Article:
curiosity about the ways of the world

Myth of the month


You could have someone’s eye out with that

It’s been another good year for Health and Safety myths.  If you have five minutes to spare take a look at the Myth of the Month on the HSE website, it is a cracking good read. In  September they did not stop school kids wearing ties. In October they did not ban graduates from playing frisbee with mortar boards (eh?)and in November they did not stop school science experiments – in fact earlier this year HSE Chair Judith Hackitt set her hands alight to prove it.

Must admit, I’m struggling a bit with the image of a health and safety supremo setting fire to her hands ‘safely’ (to make a point about ‘sensible risk management’ in the science lab) but I am all for busting a few myths.  To be honest there is something slightly prissy about the HSE website – they do have to keep reminding us that common sense prevents accidents (and after all 180 people died at work last year, most of them in agriculture, manufacturing and construction).  But I have always suspected there is a great lack of common sense in the way most public organisations react to supposed Health and Safety rules.

We believe that risk management should be about practical steps to protect people from real harm and suffering – not bureaucratic back covering.

Isn’t it interesting to see how many of the myths relate to schools? Which makes me wonder about the possible mixed motives of parents, teachers and the newspapers that report these mythical bans. When I was at school I would have loved someone to ban ties (or maths and hockey sticks come to think of it). But no, HSE says they have no objection to ties – “if the concern is about kids fighting, although clip-on ties may help, the real issue is discipline.” And they don’t want to stop kids having fun in adventure playgrounds either, as long as the local authorities take sensible risk assessments to make sure the equipment is safe.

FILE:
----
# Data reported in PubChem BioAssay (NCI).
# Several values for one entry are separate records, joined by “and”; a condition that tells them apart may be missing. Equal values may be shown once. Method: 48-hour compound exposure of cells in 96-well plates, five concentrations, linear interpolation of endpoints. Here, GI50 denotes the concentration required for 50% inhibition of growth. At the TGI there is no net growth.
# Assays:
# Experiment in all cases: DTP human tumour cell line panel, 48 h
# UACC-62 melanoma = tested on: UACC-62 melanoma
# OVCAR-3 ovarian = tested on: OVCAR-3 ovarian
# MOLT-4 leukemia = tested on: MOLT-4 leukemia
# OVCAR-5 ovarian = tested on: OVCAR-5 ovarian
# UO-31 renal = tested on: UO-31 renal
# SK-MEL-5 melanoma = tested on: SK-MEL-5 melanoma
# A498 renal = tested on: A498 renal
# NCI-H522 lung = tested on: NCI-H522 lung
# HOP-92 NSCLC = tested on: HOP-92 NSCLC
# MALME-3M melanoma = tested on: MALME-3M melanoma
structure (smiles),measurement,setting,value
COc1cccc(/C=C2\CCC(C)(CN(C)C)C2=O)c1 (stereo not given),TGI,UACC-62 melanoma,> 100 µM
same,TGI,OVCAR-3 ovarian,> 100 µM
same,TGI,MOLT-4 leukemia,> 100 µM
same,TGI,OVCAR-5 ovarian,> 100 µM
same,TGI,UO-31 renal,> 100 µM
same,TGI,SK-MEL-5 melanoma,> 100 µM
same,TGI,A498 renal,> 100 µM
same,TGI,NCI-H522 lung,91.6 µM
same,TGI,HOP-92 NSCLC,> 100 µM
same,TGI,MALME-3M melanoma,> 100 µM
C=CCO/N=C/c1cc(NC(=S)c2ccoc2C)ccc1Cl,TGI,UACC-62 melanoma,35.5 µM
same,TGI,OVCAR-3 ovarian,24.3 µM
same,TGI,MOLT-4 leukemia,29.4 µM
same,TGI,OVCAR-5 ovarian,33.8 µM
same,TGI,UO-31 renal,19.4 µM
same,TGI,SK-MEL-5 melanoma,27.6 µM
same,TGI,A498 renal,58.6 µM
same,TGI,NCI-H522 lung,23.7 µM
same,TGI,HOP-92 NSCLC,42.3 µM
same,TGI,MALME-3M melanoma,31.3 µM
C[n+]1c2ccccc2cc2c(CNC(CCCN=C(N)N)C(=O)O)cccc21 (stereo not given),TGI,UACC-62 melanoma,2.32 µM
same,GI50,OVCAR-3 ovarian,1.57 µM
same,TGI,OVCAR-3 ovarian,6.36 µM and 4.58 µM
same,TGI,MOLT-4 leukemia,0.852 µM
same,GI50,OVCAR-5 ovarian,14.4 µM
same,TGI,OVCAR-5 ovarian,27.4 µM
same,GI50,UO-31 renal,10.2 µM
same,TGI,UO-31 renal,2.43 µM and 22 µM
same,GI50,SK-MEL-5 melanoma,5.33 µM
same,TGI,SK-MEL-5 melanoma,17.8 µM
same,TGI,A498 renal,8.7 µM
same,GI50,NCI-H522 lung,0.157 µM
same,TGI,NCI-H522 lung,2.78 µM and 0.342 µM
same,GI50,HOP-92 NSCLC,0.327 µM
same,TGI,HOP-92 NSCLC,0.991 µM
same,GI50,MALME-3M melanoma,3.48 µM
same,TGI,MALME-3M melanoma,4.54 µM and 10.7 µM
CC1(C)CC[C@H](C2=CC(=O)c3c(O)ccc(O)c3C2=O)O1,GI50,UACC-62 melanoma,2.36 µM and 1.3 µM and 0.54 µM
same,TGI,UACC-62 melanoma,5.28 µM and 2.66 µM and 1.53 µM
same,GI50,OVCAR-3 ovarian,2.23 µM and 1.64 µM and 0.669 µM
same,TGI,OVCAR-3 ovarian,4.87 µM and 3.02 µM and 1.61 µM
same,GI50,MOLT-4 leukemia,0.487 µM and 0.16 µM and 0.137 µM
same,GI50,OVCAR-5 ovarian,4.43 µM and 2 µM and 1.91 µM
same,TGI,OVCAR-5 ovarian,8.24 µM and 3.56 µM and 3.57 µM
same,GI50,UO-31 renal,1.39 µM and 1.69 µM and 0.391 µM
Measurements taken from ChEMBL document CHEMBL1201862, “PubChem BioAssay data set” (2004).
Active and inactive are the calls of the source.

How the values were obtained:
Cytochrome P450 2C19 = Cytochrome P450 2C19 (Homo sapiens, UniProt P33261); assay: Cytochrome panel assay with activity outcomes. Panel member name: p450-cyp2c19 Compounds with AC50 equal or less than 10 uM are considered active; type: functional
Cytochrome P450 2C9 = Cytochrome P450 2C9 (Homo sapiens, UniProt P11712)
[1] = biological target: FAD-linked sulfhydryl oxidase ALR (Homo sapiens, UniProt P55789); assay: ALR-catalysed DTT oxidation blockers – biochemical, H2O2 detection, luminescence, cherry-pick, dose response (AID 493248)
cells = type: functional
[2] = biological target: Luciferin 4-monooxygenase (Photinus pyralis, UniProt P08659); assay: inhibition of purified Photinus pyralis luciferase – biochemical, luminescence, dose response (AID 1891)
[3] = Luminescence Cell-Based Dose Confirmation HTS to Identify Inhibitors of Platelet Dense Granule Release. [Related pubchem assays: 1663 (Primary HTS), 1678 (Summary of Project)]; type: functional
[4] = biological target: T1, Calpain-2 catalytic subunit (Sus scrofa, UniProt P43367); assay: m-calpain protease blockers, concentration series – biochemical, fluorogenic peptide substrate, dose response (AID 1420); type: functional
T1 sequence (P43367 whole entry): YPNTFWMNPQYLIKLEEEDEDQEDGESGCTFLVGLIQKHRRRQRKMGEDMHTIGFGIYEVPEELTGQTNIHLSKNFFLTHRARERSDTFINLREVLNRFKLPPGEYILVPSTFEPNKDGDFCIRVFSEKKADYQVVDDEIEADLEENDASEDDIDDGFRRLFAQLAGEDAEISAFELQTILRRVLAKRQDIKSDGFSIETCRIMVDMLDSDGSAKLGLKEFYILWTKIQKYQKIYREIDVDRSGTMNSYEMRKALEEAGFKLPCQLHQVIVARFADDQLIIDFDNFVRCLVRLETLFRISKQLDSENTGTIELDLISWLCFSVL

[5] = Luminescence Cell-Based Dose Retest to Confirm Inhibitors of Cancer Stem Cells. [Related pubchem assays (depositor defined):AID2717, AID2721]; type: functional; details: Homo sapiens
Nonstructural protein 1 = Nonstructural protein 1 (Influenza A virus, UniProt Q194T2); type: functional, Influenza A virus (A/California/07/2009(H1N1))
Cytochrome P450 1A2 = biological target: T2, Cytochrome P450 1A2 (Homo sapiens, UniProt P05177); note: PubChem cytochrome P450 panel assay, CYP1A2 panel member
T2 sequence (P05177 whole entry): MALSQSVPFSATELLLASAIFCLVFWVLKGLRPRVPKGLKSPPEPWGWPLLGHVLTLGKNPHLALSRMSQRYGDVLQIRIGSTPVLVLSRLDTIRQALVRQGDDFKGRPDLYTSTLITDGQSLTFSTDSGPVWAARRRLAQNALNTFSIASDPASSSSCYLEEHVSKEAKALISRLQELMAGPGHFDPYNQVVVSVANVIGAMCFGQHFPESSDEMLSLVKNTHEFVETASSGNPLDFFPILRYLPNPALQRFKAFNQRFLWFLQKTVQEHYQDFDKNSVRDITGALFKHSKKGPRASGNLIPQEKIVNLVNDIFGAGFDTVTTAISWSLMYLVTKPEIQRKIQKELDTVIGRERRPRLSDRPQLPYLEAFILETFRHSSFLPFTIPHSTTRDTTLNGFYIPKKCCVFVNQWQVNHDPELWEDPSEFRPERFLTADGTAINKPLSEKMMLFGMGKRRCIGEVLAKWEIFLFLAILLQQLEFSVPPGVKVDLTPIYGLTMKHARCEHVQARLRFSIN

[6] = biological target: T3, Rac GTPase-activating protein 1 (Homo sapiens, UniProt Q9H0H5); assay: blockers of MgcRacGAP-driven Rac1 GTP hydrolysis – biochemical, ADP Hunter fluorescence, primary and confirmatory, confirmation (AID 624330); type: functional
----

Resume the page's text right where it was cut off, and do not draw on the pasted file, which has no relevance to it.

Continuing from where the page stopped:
Jacqui assess Wind and Bamboo risks

So, no they don’t ban hanging baskets, bonfires, or flip-flops at work – and they don’t say all concert-goers must wear earplugs though they do say that employers in noisy places should ensure workers have protection against going deaf.

Perhaps, just perhaps, people like to hide behind Health and Safety rules to save themselves the bother of carrying out a risk assessment. When I was involved in organising the Wind and Bamboo event at the Botanics last year we carried out a fairly rigorous assessment (thank you Jacqui!) and probably indulged in a few myths in the process. I don’t think it is Health and Safety that stops people serving hot tea on a cold night, it is the fear that someone will sue if they get burned. (We served hot tea anyway!)

However, it is good to see that HSE statistics show fewer people are getting killed and injured at work. We just need to bust the myths that give people an excuse to stop having fun.  Don’t be surprised if you get the 2010 Myth of the Month calendar for Christmas, I am going to send off for a bulk order very soon.


In the end there was nothing we could do about the biggest risk of all – but despite appalling weather it was a good show all the same and no-one slipped, poked their eye out with an umbrella or got burnt with hot tea.


  1. Administrator

    I think you might have been over-ruled…

  2. Dougal

    Good point, well made. People get too hung up on following the rules, which is even more ridiculous when the supposed rules that they are following aren’t even rules in the first place, if you see what I mean. (Perhaps I should have done more risk assessment on that final dram last night…)

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